- Planning and Instruction—
- The internship final evaluation reports address student planning and instruction skills, knowledge, and dispositions in the four Praxis domains: A, Content Knowledge; B, Environment; C, Teaching, and D, Teacher Professionalism. Evaluation reports were completed for each intern by both the field and university supervisors at the end of the internship semester.
- PETE faculty have developed a key assessment to evaluate lesson planning and execution. The lesson plan rubric is included at Appendix A (p. 10-11). It assesses nine components of lesson planning: Objectives, organization, teaching methods, activities/timing, task presentation, progression (accommodation & safety), feedback, assessment and reflection. Specific criteria allow each component to be scored across a three-part (5-point) scale where each component is ranked as unacceptable, acceptable and target in line with NASPE/NCATE Standards for Beginning Physical Education Teachers.
- Technology—In student teaching (KNS 492/497) and in Teaching-Learning Process in Middle Childhood-Young Adult Physical Education (KNS 472) and Teaching-Learning Process in Early-Middle Childhood Physical Education students create an electronic teaching portfolio to document the Pathwise/Praxis domains for beginning teachers. The digital video of students’ teaching highlights specific instructional domains in this portfolio. The purpose of the electronic portfolio is to provide visual documentation of teaching effectiveness. Students use QuickTime Digital Movies to demonstrate their pre-lesson preparation, effective teaching practices, post-lesson reflection, and developing professionalism as defined by the Praxis Domains and criteria (ETS, 1994).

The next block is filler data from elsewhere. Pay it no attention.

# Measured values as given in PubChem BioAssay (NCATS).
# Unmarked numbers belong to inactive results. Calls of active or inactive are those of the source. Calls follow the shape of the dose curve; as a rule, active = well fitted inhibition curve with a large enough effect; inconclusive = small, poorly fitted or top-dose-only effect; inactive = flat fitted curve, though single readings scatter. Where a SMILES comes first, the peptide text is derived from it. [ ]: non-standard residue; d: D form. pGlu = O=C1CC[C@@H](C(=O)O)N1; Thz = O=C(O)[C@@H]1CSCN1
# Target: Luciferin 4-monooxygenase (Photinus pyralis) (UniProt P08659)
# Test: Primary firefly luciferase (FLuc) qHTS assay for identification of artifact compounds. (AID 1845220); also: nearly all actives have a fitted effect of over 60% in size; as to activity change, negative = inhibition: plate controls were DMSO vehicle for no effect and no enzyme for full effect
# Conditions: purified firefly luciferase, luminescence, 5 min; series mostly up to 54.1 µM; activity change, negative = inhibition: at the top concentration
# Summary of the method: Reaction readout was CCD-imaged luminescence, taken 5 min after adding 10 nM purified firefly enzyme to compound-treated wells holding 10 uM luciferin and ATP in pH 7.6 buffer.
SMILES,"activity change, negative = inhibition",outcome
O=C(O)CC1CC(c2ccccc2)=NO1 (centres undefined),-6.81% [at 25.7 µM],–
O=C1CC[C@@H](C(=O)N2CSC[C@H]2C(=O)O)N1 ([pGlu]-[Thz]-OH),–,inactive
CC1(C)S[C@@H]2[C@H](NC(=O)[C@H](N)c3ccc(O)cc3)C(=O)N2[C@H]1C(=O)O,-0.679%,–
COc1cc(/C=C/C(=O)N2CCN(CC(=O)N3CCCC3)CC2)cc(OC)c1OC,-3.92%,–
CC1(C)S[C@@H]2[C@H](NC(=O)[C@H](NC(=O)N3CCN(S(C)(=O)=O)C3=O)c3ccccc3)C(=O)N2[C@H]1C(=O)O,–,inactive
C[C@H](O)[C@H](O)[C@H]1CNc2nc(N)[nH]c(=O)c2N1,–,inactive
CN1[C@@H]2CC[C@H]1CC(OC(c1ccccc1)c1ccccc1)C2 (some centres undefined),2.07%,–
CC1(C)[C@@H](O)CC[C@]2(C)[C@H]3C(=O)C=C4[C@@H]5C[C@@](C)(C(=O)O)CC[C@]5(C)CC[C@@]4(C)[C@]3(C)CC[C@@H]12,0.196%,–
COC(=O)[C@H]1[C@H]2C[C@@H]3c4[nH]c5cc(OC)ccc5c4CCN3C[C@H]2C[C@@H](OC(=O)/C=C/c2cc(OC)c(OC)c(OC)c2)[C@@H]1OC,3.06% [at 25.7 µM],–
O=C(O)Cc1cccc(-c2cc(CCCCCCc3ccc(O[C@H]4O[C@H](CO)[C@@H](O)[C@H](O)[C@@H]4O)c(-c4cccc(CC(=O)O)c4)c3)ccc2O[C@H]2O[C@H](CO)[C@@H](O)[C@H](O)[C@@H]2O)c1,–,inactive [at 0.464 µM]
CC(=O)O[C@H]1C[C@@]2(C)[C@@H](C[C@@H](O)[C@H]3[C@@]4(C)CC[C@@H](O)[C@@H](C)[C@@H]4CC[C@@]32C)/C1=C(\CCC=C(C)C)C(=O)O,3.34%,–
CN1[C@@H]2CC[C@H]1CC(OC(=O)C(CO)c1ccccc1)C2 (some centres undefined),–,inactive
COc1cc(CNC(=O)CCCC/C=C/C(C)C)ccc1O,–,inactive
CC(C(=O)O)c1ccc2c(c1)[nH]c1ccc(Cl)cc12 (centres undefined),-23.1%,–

- Students are expected to integrate QuickTime movies into a PowerPoint presentation with each Praxis criteria identified (labeled) and supported with electronic documentation. Since the portfolio must document each domain/criteria, and Domains “A” and “D” cannot be documented directly from instructional videos, students need to find alternative means to show evidence of the criteria within the domains. The completed PowerPoint presentation with the integrated QuickTime Movies is then exported to CDs/DVDs for storage and ease in viewing access.
- Students participate in a technology workshop session conducted by the Student Technology Center (STC). The session assists students in taping, editing, and burning electronic portfolios onto CDs/DVDs.
- The electronic portfolio is evaluated on the quality of the match between the domain and the documentation (e.g. QuickTime Movie) and the quality of the substantive content of the documentation (e.g., teaching performance in a specific QuickTime Movie).
- PETE faculty have developed a key assessment to evaluate the electronic portfolio. The portfolio rubric is included at Appendix B (p.12-15). It assesses each praxis domain. Specific criteria allow each sub-domain to be scored across a three-part (5-point) scale where the example provided for each sub-domain is ranked as unacceptable, acceptable and target in line with NASPE/NCATE Standards for Beginning Physical Education teachers.
- Inferences from Assessments:
1. Content Knowledge—
- Section “A” of the intern final evaluation report addresses the assessment of intern content knowledge. The four student interns in KNS 492 during Fall 2005 scored an average of 5.00 on a 5.00 scale. The nine PETE student interns in KNS 497 during Fall 2005 scored an average 4.33 on a 5.00 scale, thus, suggesting that students were successful in meeting the content knowledge outcome during their culminating student teaching experience. The interns appear to be “exemplary” (100%) at the elementary level (KNS 492) as opposed to “good” (86%) at the secondary level based on the performance criteria.
- The most current official report of student pass rates on the Physical Education Content Knowledge Test was the 2004-2005 Title II report. This report indicated that the pass rate for 18 BGSU PETE students was 77.8%. This was down from 86.7% for 2003-2004 academic year.
6. Planning and Instruction—
- Four students were interns during Fall 2005 in KNS 492. Their composite average scores for the four Praxis Domains were as follows: Content Knowledge = 5.00; Environment = 4.75; Teaching = 4.5; and Teacher Professionalism = 5.0. All four areas were out of a possible five points with four being “Good” and five being “Exemplary.” The students averaged 96% on the four Praxis teaching Domains. They scored in the target range based on the NASPE/NCATE guidelines.